Listing Courtesy of ACTIVE ADULTS REALTY
That housing needs change as people get older goes without saying. For Harbenson Baby Boomers, the "getting older" concept has gradually morphed from the distant abstraction it seemed in the 60’s and 70’s to a more immediate concern. And of all the decisions that will have the most impact on those nearing their golden years, buying the right Harbenson home—one that makes the most sense for the future—tops the list.
Boomers have heard and read much advice about buying a home; advice having to do with downsizing, mobility issues and the like. Most of it is cautionary…and not very cheerful. But suddenly weighing into seniors’ "buying a home" deliberations is a contrary point of view: one that many of them have apparently begun to suspect on their own. It’s news that could be of considerable importance, not only for their own age group, but for younger adults as well:
Growing older doesn’t seem to be nearly as dire as everyone has been led to believe.
Last Monday, "Why Everything You Know about Aging is Probably Wrong" led The Wall Street Journal’s special insert on planning and living "in the new retirement." Its lead article dissected the most common preconceptions Americans have about aging, including the expected declines in mind, body, productivity, and stereotypes of growing loneliness and depression. "Everyone knows that as we age…life becomes less satisfying and enjoyable," the Journal reported…followed by what a wide range of research shows: "Everyone, it seems, is wrong."
If you’ve ever had the kind of neighbor who is apt to borrow something (like your hedge trimmer), only to later complain about how it performed, you know how much patience it takes to hold your tongue. The Mortgage Bankers Association would be justified if they felt that way about me: I read their website, and sometimes quote it in posts about current Sussex County mortgage rates—but it sure makes for dull reading!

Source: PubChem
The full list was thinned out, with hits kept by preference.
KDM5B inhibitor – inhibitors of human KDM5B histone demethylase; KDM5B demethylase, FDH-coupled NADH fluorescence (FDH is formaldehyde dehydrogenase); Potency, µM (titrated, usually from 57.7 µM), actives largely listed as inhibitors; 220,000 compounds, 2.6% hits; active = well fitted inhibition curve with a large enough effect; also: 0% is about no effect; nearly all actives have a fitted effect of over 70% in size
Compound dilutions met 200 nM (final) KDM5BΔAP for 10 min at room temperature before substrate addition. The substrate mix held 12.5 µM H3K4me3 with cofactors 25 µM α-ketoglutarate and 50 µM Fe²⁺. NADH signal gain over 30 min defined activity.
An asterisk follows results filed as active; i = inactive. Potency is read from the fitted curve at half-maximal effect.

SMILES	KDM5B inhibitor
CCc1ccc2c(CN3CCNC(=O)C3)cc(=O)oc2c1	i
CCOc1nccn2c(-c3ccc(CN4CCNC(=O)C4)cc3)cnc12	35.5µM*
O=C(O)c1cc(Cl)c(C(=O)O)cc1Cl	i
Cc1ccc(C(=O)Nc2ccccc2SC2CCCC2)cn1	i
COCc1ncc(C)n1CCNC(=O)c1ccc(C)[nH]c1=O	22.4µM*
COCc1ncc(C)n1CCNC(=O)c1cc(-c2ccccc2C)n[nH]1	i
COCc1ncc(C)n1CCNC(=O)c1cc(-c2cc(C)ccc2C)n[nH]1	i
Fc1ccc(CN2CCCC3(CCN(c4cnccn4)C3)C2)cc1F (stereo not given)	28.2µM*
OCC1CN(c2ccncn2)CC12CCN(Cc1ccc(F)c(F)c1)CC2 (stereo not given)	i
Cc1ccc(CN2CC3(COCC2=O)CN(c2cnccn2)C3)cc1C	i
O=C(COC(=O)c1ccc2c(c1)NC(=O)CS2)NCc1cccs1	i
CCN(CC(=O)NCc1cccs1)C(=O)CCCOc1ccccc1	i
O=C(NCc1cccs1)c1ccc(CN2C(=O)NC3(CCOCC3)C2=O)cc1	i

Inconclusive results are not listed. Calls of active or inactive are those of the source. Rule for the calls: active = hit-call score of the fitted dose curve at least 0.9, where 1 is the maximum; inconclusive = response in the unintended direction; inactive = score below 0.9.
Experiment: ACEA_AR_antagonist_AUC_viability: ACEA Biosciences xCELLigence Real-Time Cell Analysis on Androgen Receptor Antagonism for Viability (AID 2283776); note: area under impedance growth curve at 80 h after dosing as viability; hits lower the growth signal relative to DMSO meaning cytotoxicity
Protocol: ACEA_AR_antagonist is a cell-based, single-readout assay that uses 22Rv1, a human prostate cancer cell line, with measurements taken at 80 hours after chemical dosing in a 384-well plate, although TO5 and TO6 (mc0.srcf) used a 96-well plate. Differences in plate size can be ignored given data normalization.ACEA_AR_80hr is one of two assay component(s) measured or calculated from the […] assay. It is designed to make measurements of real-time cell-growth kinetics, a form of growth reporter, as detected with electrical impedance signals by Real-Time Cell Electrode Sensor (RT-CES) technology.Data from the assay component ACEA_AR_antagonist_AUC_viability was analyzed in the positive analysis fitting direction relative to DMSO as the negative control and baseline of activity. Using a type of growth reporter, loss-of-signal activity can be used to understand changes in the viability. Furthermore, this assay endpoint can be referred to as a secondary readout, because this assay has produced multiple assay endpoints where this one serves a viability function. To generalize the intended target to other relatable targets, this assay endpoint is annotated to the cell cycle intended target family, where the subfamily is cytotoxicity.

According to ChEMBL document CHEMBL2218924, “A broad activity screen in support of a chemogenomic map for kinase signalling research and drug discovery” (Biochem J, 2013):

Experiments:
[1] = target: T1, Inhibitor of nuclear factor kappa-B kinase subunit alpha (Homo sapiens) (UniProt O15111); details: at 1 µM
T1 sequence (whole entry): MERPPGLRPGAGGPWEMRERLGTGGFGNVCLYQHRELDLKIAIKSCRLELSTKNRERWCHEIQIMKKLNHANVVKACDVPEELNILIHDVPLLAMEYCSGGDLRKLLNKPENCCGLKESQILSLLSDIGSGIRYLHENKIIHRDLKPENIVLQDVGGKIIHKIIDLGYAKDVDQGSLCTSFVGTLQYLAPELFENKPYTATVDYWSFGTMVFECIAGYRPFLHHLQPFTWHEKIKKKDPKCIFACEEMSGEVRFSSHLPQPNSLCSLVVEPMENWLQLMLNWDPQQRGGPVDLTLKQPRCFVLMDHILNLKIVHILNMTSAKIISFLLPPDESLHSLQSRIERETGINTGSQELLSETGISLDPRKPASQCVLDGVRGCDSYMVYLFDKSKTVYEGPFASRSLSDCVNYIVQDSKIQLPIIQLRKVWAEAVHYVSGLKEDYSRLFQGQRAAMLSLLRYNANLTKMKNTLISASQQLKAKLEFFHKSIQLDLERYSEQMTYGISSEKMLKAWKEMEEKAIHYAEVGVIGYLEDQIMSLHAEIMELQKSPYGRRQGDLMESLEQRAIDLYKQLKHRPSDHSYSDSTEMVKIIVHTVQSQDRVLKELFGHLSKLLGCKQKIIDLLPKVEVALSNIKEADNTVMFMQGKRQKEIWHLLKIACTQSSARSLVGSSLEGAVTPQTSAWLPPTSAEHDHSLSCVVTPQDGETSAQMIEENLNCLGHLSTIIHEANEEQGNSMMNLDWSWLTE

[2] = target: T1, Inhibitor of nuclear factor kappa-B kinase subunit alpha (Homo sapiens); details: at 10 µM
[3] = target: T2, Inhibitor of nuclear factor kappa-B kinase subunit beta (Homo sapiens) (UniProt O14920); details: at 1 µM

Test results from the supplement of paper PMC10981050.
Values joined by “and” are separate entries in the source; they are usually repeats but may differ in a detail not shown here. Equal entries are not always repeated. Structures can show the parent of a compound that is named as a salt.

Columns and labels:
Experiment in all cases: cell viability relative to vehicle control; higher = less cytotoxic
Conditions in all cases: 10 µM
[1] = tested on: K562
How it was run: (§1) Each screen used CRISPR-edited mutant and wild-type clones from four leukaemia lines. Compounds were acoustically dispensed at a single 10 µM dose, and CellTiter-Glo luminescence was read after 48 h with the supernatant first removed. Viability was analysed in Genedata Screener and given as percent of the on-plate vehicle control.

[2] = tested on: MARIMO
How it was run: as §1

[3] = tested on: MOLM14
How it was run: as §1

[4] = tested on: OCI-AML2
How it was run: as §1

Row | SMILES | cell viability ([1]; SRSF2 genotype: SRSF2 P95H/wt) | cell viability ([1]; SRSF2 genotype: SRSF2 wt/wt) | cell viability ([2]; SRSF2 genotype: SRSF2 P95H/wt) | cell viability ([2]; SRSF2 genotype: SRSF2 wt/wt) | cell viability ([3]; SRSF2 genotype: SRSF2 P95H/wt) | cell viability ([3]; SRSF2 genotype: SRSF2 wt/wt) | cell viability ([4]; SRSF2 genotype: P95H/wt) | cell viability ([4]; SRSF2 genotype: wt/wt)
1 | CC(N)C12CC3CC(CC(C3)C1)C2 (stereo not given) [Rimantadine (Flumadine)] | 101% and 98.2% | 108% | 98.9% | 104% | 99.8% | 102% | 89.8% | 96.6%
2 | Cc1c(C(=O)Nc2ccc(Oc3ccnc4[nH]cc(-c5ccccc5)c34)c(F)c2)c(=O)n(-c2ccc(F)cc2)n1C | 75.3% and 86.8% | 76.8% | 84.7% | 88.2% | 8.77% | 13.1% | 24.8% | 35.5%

Anyway, with apologies to their (undoubtedly hard-working) writing staff, last week’s blog about national mortgage rates was as numbers-heavy as usual, yet still held a contradiction…but one that actually makes perfect sense. It also flags what could be seen as a bellwether that Sussex County home buyers and sellers would be hard-pressed to ignore.
The apparent contradiction was that mortgage rates were on the increase: national mortgage rates for 30-year fixed loans rose to 4.17%, which is the highest they’ve been since November. This is for conforming loans; the jumbos (greater than $417,000) went north as well, up to 4.15%.
As everyone knows, low mortgage interest rates are terrific for our Sussex County residential home sales. The low monthly payments that they create make homeownership more affordable for a greater number of buyers. So when rates increase and monthly payments go up, it should create a drag on the market. The apparent contradiction in the MBA release was that the increase in rates was accompanied by an increase in mortgage applications. And it was a big one: up 8.4% from the week before.
Most commentators were united about the phenomenon, and it’s hard to disagree. In addition to the natural surge that comes with the season (spring and summer are always expected to be quite active), consumers are seeing the uptick in mortgage rates and suspecting that rates will head higher. That’s nudging them to action, causing them to jump in now, while rates are still attractive—especially compared with historical averages.
CNBC’s Diana Olick agreed that such sharp increases actually help the home-buying market. She quotes one lender’s take about the buyers: “They understand that ‘wait a minute, rates are at an all-time low, let’s react now, let’s react before they go higher.’”
It’s far from a certainty that rates will continue to take off. Lots of us remember last year, when almost all the experts predicted a rise, yet mortgage interest rates headed in the opposite direction…and stayed there! But you can hardly blame area buyers if they go with the national trend and decide that locking in today’s rates is a prudent move: it’s a bird in the hand.
If you have been thinking along the same lines, I hope you will give me a Call/Text me Russell Stucki at (302) 228-7871, email me at firstname.lastname@example.org, visit more listings at www.beachrealestatemarket.com.